Bugle Call Rag – new banjo single from Russ Carson

Over the past eight years, Russ Carson has risen to considerable prominence in the banjo world since taking the job with Ricky Skaggs & Kentucky Thunder. On top of burning up the five on stage with Ricky, Russ has developed a sizable online presence as “81 Crowe,” his social media moniker, posting videos of all things banjo on YouTube, Facebook, Instagram, and the like.

81 Crowe refers to Carson’s banjo of choice, a 1981 Gold Star J.D. Crowe model, which he has retained throughout his professional career. While most of his peers are chasing down prewar Mastertones, Russ is equally infatuated with the Gold Stars made at the start of their design and manufacture by the Saga corporation. In fact he told us yesterday that he just ran down the twin to his gold plated Crowe, serial #3, which he says is an identical match to his long time axe, #5.

But let’s save that for later…

Russ has recently signed with Engelhardt Music Group, and is nearly finished with a new banjo album where he revisits some of the classic of the genre. EMG is releasing a debut single today, Carson’s take on a Dixieland standard from 1922 that Earl Scruggs brought to bluegrass in the early ’60s, Bugle Call Rag.

It’s a very interesting cut of this tune, given that Earl’s arrangement so dominates the thinking of every bluegrass banjo player alive. Yet Russ manages to play it in a way that brings Scruggs to mind – and J.D. Crowe’s version from Holiday in Japan – without the sort of direct quotes that we have come to expect. He truly makes the tune his own, and the way he slightly revises the licks and phrases associated with the masters is a joy to behold.

He tells us that the whole thing has been great fun, in talking about the making of the album and this first single.

“It’s ’bout time! I’ve wanted to do this for a number of years, but every time I was ready, something happened. Instead of rushing it, I figured I’d just go with the flow. So when Adam Engelhardt approached me, I couldn’t say yes fast enough.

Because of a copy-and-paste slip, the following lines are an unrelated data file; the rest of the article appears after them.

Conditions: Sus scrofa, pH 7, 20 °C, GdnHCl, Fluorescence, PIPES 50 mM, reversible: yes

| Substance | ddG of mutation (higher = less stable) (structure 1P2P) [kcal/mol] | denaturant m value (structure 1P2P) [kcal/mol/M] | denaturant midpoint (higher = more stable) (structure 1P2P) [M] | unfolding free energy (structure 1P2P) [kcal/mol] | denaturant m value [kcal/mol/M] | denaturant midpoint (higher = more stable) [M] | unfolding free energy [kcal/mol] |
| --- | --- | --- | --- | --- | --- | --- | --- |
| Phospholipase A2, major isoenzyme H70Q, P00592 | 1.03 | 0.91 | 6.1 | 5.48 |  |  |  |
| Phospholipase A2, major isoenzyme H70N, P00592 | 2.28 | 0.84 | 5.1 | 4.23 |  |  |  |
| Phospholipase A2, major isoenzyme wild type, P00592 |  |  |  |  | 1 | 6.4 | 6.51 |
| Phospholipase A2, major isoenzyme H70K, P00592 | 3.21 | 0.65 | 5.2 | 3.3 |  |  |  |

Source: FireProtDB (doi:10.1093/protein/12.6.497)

I learned Bugle Call Rag as a kid, from a video my dad recorded of the Rounder Album Band – Crowe, Rice, Alison, Jerry – for a TV special. It was the coolest thing I had ever seen as a kid. Now the tape is almost unwatchable, I’ve rewound it so much. It’s almost gone.

This is a fun song to play, but it’s very challenging to play.”

Everyone is smokin’ on this track. Russ’s Kentucky Thunder bandmate Jake Workman is on guitar, with Aaron Ramsey on mandolin, Stuart Duncan on fiddle, and Mike Bub on bass.

Have a listen…

Oh my!

Of course we had to talk banjos a bit when we caught up yesterday, and Russ was so excited to have found the twin to his beloved 81 Crowe, and it came with a pedigree.

“I found Gold Star #3, which Crowe had used on a west coast tour with Bluegrass Album Band. It looks just like #5, gold and maple, but they sound completely different. #5 sounds like J.D., but #3 sounds like Foggy Mountain Banjo.”

The new acquisition only came recently, so it’s #5 on the new album.

Carson said that there is no release date yet for the full project, but expects it sometime in October. The single is available now from popular download and streaming services. Radio programmers can get the track via AirPlay Direct.

“I’m really excited for folks to hear some of this stuff. It’s a tip of the hat to my heroes – Sonny, Earl, Crowe, Tony – mostly classics, half songs that I grew up with, and half really deep catalog. There’s only one original of mine on there.”

In speaking of heroes, Russ summed it up nicely…

“Earl made me want to play the banjo, and JD made me fall in love with it.”

Look for more details about the Russ Carson solo project in the coming months.

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About the Author

John Lawless

John had served as primary author and editor for The Bluegrass Blog from its launch in 2006 until being folded into Bluegrass Today in September of 2011. He continues in that capacity here, managing a strong team of columnists and correspondents.